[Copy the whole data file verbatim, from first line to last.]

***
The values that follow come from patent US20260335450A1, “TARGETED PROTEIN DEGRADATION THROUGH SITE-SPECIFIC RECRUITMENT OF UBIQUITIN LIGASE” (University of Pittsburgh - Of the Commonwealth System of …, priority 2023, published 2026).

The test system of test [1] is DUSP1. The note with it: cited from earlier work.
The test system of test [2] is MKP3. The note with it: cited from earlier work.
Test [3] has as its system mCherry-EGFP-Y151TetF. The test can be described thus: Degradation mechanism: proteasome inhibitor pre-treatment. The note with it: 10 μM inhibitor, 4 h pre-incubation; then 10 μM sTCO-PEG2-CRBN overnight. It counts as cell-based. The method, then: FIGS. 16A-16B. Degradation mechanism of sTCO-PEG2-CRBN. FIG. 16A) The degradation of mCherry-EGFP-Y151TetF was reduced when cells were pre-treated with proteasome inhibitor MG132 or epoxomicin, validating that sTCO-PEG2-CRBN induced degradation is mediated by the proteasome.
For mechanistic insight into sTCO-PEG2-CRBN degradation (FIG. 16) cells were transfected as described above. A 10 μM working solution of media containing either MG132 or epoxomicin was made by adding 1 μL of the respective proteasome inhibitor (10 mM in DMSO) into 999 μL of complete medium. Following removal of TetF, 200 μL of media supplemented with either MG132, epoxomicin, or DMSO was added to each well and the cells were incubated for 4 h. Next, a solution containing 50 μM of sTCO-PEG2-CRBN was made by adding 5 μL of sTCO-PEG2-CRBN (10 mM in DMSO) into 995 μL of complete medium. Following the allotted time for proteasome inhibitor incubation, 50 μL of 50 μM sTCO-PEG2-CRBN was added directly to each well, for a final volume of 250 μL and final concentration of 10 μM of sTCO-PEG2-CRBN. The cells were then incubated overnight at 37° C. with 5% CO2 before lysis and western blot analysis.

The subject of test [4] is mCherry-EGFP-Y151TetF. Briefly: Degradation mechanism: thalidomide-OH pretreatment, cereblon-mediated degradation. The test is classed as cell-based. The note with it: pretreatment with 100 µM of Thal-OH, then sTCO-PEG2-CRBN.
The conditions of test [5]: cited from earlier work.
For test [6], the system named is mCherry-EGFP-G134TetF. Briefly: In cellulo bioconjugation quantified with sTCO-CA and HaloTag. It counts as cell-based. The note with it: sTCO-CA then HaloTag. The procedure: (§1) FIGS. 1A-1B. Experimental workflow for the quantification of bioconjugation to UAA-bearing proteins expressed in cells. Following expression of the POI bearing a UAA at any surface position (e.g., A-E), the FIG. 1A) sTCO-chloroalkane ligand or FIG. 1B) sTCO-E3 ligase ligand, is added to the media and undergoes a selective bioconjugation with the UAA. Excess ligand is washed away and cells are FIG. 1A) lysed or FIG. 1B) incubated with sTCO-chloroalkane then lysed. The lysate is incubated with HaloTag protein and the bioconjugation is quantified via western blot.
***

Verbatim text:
The values that follow come from patent US20260335450A1, “TARGETED PROTEIN DEGRADATION THROUGH SITE-SPECIFIC RECRUITMENT OF UBIQUITIN LIGASE” (University of Pittsburgh - Of the Commonwealth System of …, priority 2023, published 2026).

The test system of test [1] is DUSP1. The note with it: cited from earlier work.
The test system of test [2] is MKP3. The note with it: cited from earlier work.
Test [3] has as its system mCherry-EGFP-Y151TetF. The test can be described thus: Degradation mechanism: proteasome inhibitor pre-treatment. The note with it: 10 μM inhibitor, 4 h pre-incubation; then 10 μM sTCO-PEG2-CRBN overnight. It counts as cell-based. The method, then: FIGS. 16A-16B. Degradation mechanism of sTCO-PEG2-CRBN. FIG. 16A) The degradation of mCherry-EGFP-Y151TetF was reduced when cells were pre-treated with proteasome inhibitor MG132 or epoxomicin, validating that sTCO-PEG2-CRBN induced degradation is mediated by the proteasome.
For mechanistic insight into sTCO-PEG2-CRBN degradation (FIG. 16) cells were transfected as described above. A 10 μM working solution of media containing either MG132 or epoxomicin was made by adding 1 μL of the respective proteasome inhibitor (10 mM in DMSO) into 999 μL of complete medium. Following removal of TetF, 200 μL of media supplemented with either MG132, epoxomicin, or DMSO was added to each well and the cells were incubated for 4 h. Next, a solution containing 50 μM of sTCO-PEG2-CRBN was made by adding 5 μL of sTCO-PEG2-CRBN (10 mM in DMSO) into 995 μL of complete medium. Following the allotted time for proteasome inhibitor incubation, 50 μL of 50 μM sTCO-PEG2-CRBN was added directly to each well, for a final volume of 250 μL and final concentration of 10 μM of sTCO-PEG2-CRBN. The cells were then incubated overnight at 37° C. with 5% CO2 before lysis and western blot analysis.

The subject of test [4] is mCherry-EGFP-Y151TetF. Briefly: Degradation mechanism: thalidomide-OH pretreatment, cereblon-mediated degradation. The test is classed as cell-based. The note with it: pretreatment with 100 µM of Thal-OH, then sTCO-PEG2-CRBN.
The conditions of test [5]: cited from earlier work.
For test [6], the system named is mCherry-EGFP-G134TetF. Briefly: In cellulo bioconjugation quantified with sTCO-CA and HaloTag. It counts as cell-based. The note with it: sTCO-CA then HaloTag. The procedure: (§1) FIGS. 1A-1B. Experimental workflow for the quantification of bioconjugation to UAA-bearing proteins expressed in cells. Following expression of the POI bearing a UAA at any surface position (e.g., A-E), the FIG. 1A) sTCO-chloroalkane ligand or FIG. 1B) sTCO-E3 ligase ligand, is added to the media and undergoes a selective bioconjugation with the UAA. Excess ligand is washed away and cells are FIG. 1A) lysed or FIG. 1B) incubated with sTCO-chloroalkane then lysed. The lysate is incubated with HaloTag protein and the bioconjugation is quantified via western blot.